• have a medical condition that increases your risk of heart disease, such as high blood pressure, high cholesterol, or diabetes
    • have an infection 
    • are pregnant or plan to become pregnant. Ibrutinib can harm your unborn baby. You should not become pregnant while taking ibrutinib.
    • are breastfeeding or plan to breastfeed. You and your healthcare provider should decide if you will take ibrutinib or breastfeed. You should not do both.

    Tell your doctor about all the medicines you take including prescription and non-prescription medicines, vitamins, and herbal supplements.

    Ibrutinib and Pregnancy

    Tell your doctor if you are pregnant or plan to become pregnant.

    The FDA categorizes medications based on safety for use during pregnancy. Five categories - A, B, C, D, and X, are used to classify the possible risks to an unborn baby when a medication is taken during pregnancy.

    This medication falls into category D. It has been shown that use of ibrutinib in pregnant women caused some babies to be born with problems. However, in some serious situations, the benefit of using this medication may be greater than the risk of harm to the baby.

    Pregnancy should be avoided during treatment and for 1 month after the last dose of this medication.

    It is recommended men avoid getting their partners pregnant during treatment and for 1 month after the last dose of this medication. 

    Ibrutinib and Lactation

    It is not known if ibrutinib crosses into human milk. Because many medications can cross into human milk and because of the possibility for serious adverse reactions in nursing infants with use of this medication, a choice should be made whether to stop nursing or stop the use of this medication. Your doctor and you will decide if the benefits outweigh the risk of using ibrutinib.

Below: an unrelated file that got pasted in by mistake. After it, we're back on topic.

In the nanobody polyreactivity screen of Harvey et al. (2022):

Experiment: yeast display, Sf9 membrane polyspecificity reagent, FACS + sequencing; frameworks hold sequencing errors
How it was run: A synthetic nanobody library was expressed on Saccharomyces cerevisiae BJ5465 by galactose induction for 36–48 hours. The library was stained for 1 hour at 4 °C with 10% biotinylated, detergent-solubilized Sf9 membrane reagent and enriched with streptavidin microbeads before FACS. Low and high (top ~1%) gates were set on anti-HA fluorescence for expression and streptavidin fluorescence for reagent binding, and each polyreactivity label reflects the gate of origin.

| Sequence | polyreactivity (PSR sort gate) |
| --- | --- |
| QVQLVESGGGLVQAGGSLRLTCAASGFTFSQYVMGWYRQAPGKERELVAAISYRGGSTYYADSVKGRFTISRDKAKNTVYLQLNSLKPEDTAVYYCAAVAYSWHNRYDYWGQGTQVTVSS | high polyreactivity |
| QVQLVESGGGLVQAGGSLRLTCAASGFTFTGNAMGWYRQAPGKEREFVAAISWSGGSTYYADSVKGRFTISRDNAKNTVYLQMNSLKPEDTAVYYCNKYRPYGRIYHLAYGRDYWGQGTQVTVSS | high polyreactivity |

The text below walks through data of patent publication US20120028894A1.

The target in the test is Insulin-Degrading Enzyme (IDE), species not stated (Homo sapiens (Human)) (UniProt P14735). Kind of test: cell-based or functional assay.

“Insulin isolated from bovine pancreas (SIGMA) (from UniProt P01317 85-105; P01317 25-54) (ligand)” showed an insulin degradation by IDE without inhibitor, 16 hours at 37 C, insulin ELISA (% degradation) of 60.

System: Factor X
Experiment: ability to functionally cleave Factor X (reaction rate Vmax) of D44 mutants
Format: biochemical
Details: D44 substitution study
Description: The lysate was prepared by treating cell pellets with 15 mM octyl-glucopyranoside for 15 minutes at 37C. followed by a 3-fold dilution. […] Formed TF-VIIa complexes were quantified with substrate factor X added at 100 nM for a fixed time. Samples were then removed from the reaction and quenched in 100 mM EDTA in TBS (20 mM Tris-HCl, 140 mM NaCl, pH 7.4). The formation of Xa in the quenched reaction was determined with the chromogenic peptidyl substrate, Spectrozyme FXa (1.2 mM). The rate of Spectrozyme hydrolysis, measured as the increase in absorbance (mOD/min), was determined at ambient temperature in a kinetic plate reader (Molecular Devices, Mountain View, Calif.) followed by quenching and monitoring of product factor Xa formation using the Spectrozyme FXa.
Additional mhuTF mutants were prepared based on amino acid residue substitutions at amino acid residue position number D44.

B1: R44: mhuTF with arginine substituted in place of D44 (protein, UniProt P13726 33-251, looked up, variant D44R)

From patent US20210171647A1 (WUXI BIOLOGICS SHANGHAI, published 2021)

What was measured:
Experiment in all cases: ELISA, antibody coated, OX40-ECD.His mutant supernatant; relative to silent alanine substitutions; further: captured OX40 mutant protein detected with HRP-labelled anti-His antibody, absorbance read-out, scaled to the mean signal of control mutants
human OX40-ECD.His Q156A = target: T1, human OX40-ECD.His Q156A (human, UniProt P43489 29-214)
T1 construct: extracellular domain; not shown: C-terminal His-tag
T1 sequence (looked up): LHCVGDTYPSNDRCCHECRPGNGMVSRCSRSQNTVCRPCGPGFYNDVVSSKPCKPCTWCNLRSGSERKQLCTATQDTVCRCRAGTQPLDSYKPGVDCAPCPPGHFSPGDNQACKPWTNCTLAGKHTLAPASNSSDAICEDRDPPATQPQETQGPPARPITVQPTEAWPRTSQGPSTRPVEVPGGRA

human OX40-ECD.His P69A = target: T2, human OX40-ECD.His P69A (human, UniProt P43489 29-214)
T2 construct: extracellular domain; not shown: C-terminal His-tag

Ibrutinib Usage

    Take ibrutinib exactly as your healthcare provider tells you to take it.

    • Take ibrutinib 1 time a day.
    • Swallow ibrutinib capsules whole with a glass of water. Do not open, break, or chew ibrutinib capsules.
    • Take ibrutinib at about the same time each day.
    • If you miss a dose of ibrutinib take it as soon as you remember on the same day. Take your next dose of ibrutinib at your regular time on the next day. Do not take 2 doses of ibrutinib on the same day to make up for a missed dose.

    Ibrutinib Dosage

    Take ibrutinib exactly as prescribed by your doctor. Follow the directions on your prescription label carefully.

    The recommended dose of ibrutinib for mantle cell lymphoma (MCL) and Marginal zone lymphoma (MZL) is 560 mg (four 140 mg capsules) by mouth once daily.

    The recommended dose of ibrutinib for chronic lymphocytic leukemia (CLL)/Small lymphocytic lymphoma and Waldenström’s macroglobulinemia (WM), and chronic graft versus host disease is 420 mg taken orally once daily (three 140 mg capsules once daily).

    For those patients with mild liver impairment, the dose of Imbruvica needs to be lowered. 

    Ibrutinib Overdose

    If you take too much ibrutinib, call your healthcare provider or local Poison Control Center, or seek emergency medical attention right away.

    If ibrutinib is administered by a healthcare provider in a medical setting, it is unlikely that an overdose will occur. However, if overdose is suspected, seek emergency medical attention.

    Other Requirements

    • Store ibrutinib at room temperature between 68°F to 77°F (20°C to 25°C).
    • Keep ibrutinib in the original container with the lid tightly closed.
    • Keep ibrutinib and all medicines out of the reach of children.